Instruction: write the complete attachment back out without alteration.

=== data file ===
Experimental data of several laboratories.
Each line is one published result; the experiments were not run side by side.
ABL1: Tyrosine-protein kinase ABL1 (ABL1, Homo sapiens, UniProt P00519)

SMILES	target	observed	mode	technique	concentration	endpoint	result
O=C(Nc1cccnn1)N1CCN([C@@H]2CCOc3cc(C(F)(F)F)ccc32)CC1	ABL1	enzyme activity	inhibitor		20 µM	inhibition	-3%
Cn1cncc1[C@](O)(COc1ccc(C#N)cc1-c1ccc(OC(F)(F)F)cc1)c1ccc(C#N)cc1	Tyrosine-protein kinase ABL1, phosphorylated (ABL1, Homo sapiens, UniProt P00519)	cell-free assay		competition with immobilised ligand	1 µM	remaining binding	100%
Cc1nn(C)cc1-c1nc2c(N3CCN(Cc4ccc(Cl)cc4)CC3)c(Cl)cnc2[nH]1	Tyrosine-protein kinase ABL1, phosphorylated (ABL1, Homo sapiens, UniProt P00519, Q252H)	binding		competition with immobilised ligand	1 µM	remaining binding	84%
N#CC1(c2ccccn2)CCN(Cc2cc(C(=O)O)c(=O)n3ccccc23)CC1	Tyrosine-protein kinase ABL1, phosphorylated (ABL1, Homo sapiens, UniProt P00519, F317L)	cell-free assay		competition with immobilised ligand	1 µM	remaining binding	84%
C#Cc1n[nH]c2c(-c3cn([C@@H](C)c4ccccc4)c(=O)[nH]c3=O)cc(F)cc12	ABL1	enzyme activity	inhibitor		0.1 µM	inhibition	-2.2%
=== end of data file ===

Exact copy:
Experimental data of several laboratories.
Each line is one published result; the experiments were not run side by side.
ABL1: Tyrosine-protein kinase ABL1 (ABL1, Homo sapiens, UniProt P00519)

SMILES	target	observed	mode	technique	concentration	endpoint	result
O=C(Nc1cccnn1)N1CCN([C@@H]2CCOc3cc(C(F)(F)F)ccc32)CC1	ABL1	enzyme activity	inhibitor		20 µM	inhibition	-3%
Cn1cncc1[C@](O)(COc1ccc(C#N)cc1-c1ccc(OC(F)(F)F)cc1)c1ccc(C#N)cc1	Tyrosine-protein kinase ABL1, phosphorylated (ABL1, Homo sapiens, UniProt P00519)	cell-free assay		competition with immobilised ligand	1 µM	remaining binding	100%
Cc1nn(C)cc1-c1nc2c(N3CCN(Cc4ccc(Cl)cc4)CC3)c(Cl)cnc2[nH]1	Tyrosine-protein kinase ABL1, phosphorylated (ABL1, Homo sapiens, UniProt P00519, Q252H)	binding		competition with immobilised ligand	1 µM	remaining binding	84%
N#CC1(c2ccccn2)CCN(Cc2cc(C(=O)O)c(=O)n3ccccc23)CC1	Tyrosine-protein kinase ABL1, phosphorylated (ABL1, Homo sapiens, UniProt P00519, F317L)	cell-free assay		competition with immobilised ligand	1 µM	remaining binding	84%
C#Cc1n[nH]c2c(-c3cn([C@@H](C)c4ccccc4)c(=O)[nH]c3=O)cc(F)cc12	ABL1	enzyme activity	inhibitor		0.1 µM	inhibition	-2.2%